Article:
Now look at it this way again to get a better perspective. Soon aft er the SEC investigations and allegations against him were made public, here is what Rajat Gupta did-or had to do-in the United States. He took ‘leave of absence’ from the $1.4 billion venture fund New Silk Route which he had founded. He quit the boards of Goldman Sachs and Procter & Gamble. His resignation was also accepted by the boards of Genpact, American Airlines and Harman International. In fact, even as this issue goes for printing, we get news that Rajat Gupta has resigned as Chairman of the Governing Board of the Public Health Foundation of India. Some of his colleagues in this board are Nobel Prize winning economist Amartya Sen and Planning Commission Deputy Chairman Montek Singh Ahluwalia. But Gupta continues to be the Chairman of Board of ISB. What is strange is the manner in which Gupta is clinging on to ISB, the B School he helped found by using his amazing network of corporate contacts across the world. If he can quit his positions of trust and authority in the United States as a result of the serious charges against him, why is he further damaging the already damaged reputation of ISB by clinging on? In fact, the official response from ISB is nothing short of brazen, something you would expect from the office of corrupt politicians we all love to hate. It says, “ We note that the U. S. SEC has initiated administrative and civil proceedings against our Chairman, Rajat Gupta. We also note the statement of the counsel for Rajat Gupta, which asserts that the allegations are totally baseless. The ISB community is confident that Rajat Gupta will be vindicated. He continues to be the Chairman of the ISB Executive Board.”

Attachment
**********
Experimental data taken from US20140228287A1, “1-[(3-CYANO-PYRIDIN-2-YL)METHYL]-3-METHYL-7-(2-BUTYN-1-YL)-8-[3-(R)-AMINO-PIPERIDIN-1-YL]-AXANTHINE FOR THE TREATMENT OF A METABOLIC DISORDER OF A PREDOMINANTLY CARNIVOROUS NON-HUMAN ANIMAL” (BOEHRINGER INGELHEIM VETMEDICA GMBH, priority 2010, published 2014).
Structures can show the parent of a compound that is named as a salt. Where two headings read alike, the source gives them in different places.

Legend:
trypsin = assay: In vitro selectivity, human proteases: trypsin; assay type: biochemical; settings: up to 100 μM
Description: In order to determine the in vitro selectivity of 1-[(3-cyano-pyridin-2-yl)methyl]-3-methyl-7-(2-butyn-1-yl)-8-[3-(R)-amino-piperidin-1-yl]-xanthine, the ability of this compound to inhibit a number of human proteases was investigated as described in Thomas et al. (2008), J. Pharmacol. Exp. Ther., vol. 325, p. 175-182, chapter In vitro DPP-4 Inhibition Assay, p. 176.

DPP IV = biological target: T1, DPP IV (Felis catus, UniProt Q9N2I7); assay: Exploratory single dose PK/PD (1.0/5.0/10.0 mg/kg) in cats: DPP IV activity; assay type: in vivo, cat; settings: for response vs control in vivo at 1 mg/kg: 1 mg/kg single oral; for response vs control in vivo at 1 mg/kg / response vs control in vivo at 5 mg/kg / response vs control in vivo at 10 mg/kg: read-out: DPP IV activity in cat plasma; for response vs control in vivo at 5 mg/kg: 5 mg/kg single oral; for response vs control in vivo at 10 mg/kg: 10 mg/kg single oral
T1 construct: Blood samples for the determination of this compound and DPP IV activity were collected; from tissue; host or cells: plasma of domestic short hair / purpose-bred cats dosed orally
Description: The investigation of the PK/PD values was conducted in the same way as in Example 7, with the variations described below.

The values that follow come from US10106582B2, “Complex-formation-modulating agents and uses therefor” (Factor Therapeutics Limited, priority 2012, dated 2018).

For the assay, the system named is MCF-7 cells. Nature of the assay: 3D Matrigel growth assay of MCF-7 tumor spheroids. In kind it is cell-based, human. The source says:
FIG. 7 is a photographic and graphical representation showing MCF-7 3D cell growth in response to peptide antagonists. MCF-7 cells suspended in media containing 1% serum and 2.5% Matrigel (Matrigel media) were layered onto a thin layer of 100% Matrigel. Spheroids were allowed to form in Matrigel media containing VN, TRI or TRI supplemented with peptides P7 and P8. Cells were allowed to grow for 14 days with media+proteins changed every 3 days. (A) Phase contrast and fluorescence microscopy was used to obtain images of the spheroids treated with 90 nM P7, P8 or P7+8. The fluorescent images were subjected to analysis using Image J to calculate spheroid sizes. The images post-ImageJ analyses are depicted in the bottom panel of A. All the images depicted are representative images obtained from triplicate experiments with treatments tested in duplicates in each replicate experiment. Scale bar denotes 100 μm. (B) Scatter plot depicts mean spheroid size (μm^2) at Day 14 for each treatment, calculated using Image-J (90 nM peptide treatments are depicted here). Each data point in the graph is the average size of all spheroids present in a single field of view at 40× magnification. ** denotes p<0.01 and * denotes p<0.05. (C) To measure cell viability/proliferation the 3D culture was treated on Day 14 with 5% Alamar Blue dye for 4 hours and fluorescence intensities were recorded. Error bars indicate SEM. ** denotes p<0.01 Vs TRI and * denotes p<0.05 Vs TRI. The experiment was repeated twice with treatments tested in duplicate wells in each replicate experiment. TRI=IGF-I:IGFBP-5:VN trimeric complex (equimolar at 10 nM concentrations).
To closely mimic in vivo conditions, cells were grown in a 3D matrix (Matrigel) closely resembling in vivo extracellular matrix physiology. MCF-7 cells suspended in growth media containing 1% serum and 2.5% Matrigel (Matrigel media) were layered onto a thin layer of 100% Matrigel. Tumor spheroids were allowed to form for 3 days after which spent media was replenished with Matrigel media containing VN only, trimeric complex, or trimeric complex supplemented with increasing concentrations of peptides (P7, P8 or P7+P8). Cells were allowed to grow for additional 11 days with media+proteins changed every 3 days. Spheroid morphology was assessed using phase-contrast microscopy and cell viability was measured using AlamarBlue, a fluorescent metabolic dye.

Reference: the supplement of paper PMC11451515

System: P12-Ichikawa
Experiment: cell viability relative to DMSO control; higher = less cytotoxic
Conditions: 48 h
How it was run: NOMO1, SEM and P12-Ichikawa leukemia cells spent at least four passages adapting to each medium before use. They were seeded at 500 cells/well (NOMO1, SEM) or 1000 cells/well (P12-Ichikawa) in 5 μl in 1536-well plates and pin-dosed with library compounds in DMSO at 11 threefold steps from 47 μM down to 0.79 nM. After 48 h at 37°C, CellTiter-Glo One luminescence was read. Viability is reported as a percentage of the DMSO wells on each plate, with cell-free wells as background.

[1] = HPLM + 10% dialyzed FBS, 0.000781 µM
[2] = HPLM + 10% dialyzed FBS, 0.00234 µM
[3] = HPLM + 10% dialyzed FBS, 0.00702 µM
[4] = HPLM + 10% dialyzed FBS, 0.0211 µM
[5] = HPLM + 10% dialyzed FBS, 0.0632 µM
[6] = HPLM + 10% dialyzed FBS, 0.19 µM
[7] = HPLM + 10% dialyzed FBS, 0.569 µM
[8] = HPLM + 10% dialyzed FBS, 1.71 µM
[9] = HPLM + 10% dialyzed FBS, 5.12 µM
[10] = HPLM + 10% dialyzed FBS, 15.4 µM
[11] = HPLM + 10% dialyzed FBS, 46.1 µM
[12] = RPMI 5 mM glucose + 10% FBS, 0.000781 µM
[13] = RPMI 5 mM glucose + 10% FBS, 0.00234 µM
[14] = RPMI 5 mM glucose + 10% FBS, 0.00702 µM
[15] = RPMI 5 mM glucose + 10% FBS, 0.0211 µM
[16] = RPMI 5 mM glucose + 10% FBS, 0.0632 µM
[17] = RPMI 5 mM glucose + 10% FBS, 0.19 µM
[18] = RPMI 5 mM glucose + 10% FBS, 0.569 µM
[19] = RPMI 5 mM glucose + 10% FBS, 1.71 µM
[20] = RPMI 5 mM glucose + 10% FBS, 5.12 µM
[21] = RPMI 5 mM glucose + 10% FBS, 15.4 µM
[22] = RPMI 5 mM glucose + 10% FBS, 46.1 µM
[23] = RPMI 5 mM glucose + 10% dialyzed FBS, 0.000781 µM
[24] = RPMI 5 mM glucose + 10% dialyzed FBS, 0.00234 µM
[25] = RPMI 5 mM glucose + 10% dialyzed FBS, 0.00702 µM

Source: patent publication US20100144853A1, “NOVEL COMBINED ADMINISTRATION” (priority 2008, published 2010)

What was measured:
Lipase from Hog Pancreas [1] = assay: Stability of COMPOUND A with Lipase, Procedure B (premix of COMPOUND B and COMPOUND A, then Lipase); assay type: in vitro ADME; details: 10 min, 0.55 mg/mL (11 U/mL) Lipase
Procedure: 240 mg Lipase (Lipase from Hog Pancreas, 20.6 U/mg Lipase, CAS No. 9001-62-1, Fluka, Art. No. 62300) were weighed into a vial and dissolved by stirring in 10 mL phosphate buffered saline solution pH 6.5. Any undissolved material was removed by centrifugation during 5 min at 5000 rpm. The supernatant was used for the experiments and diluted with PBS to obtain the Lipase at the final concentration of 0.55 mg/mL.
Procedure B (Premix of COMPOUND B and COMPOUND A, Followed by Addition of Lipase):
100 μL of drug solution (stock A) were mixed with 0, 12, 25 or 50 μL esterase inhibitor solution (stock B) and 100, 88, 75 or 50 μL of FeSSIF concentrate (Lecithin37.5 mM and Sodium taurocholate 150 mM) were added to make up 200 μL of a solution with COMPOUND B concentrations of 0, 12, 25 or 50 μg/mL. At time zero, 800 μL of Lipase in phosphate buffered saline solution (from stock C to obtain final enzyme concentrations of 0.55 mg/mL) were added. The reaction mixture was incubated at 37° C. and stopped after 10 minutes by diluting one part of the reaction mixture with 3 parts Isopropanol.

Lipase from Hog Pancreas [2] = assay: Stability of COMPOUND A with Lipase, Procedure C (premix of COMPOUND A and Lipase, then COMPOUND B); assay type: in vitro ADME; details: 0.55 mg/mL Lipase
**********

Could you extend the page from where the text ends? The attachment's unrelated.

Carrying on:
This is not the first time that ISB has been publicly embarrassed because top people involved with the B School have been found involved in notorious scams. The other big name that shamed ISB was M Rammohan Rao, the former Dean of ISB. Rao also happened to be a Board member of Satyam, whose promoter B Ramalinga Raju is now accused of monstrous financial skullduggery. Rao happened to preside over a Board meeting of Satyam that took the controversial decision to buy out Maytas Properties and Maytas Infrastructure, both firms promoted by the family of Ramanlinga Raju. The former Dean of ISB, Rao was an ‘independent’ director of Satyam with the responsibility of protecting the interests of the company and its shareholders. Quite clearly, Rao brazenly failed to perform his duty and would probably have got away with it if other shareholders had not raised a hue and cry about that controversial Board decision of Satyam. Even when the decision of Satyam and the Board was slammed by one and all as one of the worst examples of crony capitalism, Rao remained with the ISB. It is only when Ramalinga Raju made a public confession of his wrong doings and Satyam virtually collapsed that Rao quit as the Dean of ISB. And of course, I have already talked about Anil Kumar, the Ex-Mckinsey honcho and co-founder of ISB who was forced to take ‘leave’ from ISB when the U.S. SEC formally charged him with insider trading back in October, 2009. He is now the star witness in the trial against Rajratnam.